No wonder Warren Buffett commands so much respect. Not only is he regarded as one of the world's most successful investors, but also he is a notable philanthropist who has pledged to donate 99 percent of his fortune and worked closely with Bill Gates to lobby other rich people to do the same. His sense of social responsibility is also second to none, as evidenced in his article that was recently published in the New York Times. In the article entitled Stop coddling the super-rich, he criticised the differential treatment the US Government gives the poor and the super-rich. Specifically, he slammed what he referred to as "extraordinary tax breaks" that the mega-rich people like himself enjoy. He pointed out that while the tax burdens of the middle class range from 33% to 41% and averaged 36%, the mega-rich pay income tax at a rate of 15%, and they do not need to pay any income tax. He also looked back to the 1980s and 1990s when tax rates for the rich were far higher. He said:
"According to a theory I sometimes hear, I should have thrown a fit and refused to invest because of the elevated tax rates on capital gains and dividends. I didn't refuse, nor did others."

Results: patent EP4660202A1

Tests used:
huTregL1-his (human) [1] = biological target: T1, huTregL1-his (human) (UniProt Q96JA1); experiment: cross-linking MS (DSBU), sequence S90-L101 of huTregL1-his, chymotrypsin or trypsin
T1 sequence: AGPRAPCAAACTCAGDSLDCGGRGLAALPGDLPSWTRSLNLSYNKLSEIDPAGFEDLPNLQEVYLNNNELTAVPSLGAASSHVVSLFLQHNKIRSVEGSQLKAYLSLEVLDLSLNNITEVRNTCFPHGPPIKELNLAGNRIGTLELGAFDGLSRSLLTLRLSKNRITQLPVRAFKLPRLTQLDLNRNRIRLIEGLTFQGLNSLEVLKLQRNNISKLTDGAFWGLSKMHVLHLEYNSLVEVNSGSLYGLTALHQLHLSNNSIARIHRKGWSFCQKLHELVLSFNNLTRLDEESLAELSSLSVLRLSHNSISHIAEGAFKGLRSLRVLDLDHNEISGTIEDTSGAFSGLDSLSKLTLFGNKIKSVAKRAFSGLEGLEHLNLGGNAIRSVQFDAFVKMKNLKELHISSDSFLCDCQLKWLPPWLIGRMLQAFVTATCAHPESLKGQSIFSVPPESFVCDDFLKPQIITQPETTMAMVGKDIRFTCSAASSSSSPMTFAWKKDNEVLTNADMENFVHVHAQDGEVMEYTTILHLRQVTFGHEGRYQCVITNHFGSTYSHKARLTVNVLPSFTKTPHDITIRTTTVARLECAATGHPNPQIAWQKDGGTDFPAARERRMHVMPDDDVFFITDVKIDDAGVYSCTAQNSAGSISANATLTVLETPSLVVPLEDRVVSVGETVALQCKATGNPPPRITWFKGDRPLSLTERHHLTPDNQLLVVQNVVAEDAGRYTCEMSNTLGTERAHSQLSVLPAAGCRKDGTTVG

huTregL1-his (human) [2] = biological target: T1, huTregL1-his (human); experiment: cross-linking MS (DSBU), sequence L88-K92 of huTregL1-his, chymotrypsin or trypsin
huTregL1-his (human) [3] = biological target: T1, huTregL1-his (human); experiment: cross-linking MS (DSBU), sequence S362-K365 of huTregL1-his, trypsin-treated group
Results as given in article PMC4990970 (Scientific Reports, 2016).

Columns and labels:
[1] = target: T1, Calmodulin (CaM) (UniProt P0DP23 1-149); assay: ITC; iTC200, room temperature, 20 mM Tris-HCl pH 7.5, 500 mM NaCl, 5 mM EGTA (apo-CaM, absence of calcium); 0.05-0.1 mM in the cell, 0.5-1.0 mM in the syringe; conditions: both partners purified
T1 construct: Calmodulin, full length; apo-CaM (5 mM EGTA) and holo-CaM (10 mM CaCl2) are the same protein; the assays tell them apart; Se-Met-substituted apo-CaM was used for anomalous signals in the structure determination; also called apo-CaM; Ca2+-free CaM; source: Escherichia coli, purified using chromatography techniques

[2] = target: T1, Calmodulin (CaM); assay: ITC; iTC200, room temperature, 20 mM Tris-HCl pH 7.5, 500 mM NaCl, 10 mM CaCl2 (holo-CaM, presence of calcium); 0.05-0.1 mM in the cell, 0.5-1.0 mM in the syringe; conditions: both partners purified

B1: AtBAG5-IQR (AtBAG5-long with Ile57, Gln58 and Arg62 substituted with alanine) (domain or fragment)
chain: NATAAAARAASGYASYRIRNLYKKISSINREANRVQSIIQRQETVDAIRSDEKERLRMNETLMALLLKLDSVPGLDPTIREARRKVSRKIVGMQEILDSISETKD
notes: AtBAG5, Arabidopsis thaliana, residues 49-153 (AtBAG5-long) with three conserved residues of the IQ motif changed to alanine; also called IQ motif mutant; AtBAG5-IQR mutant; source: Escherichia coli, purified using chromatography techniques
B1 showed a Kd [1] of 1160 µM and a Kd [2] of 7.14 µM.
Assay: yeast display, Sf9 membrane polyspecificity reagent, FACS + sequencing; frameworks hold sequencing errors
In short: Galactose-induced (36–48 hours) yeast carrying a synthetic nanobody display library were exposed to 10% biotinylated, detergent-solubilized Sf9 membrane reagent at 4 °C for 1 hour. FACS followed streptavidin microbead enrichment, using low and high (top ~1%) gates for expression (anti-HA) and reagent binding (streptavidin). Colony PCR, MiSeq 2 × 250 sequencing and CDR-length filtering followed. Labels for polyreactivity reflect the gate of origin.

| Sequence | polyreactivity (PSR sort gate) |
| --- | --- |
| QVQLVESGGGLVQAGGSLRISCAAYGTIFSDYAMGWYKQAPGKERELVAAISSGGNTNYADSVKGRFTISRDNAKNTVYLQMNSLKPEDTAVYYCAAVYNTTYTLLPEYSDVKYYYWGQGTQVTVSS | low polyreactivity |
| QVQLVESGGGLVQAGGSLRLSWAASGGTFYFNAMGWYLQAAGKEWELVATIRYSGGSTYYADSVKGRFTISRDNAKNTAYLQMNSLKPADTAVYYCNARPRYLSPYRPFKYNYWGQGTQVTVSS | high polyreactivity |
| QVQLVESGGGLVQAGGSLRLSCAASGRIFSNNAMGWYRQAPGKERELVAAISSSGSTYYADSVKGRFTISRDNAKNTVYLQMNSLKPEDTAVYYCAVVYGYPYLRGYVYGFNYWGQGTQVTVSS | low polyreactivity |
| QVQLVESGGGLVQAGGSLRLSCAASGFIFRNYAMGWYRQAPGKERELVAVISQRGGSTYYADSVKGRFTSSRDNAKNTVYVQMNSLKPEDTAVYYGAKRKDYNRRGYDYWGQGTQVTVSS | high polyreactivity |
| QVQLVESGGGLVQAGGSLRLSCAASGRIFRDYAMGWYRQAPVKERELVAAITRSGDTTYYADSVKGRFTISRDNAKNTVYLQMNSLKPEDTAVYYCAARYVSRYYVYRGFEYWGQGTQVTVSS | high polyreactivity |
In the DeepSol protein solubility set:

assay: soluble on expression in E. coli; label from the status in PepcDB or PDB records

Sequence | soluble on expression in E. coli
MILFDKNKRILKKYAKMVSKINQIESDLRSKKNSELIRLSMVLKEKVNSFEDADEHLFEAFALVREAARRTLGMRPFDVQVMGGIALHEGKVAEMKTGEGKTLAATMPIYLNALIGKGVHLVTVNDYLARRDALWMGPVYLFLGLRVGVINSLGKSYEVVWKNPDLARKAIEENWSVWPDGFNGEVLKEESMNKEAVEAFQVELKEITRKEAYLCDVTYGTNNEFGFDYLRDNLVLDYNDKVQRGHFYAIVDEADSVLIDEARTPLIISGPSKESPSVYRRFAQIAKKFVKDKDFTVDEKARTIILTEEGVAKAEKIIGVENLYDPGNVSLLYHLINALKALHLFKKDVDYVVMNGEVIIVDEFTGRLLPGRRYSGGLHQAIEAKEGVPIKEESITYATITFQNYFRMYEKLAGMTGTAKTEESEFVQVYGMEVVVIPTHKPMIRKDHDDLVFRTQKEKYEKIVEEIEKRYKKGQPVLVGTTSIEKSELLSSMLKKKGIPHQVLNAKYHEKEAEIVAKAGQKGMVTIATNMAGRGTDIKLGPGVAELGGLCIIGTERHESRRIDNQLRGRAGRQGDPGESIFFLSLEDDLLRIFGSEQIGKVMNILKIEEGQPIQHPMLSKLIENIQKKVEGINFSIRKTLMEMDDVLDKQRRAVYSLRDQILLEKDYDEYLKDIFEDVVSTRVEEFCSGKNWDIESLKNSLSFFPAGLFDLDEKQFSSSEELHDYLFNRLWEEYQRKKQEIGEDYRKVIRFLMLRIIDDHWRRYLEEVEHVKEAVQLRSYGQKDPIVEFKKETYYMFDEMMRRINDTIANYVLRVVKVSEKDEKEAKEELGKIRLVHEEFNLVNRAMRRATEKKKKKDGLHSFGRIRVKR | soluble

Speaking on his own behalf as well as that of his rich friends, he said that most of them "wouldn't mind being told to pay more in taxes..., particularly when so many of their fellow citizens are truly suffering."
This is a true reflection of Mr Buffett's fairness, integrity and compassion. Contrast that with someone like Li Ka-shing, Hong Kong's super-rich tycoon who was branded as "superman" by those who worship him because of his wealth. Many years ago, Li threatened to reduce his investment in Hong Kong because of the "unrestrained attack" on him by the media and others after he and his business empire were linked with some scandals.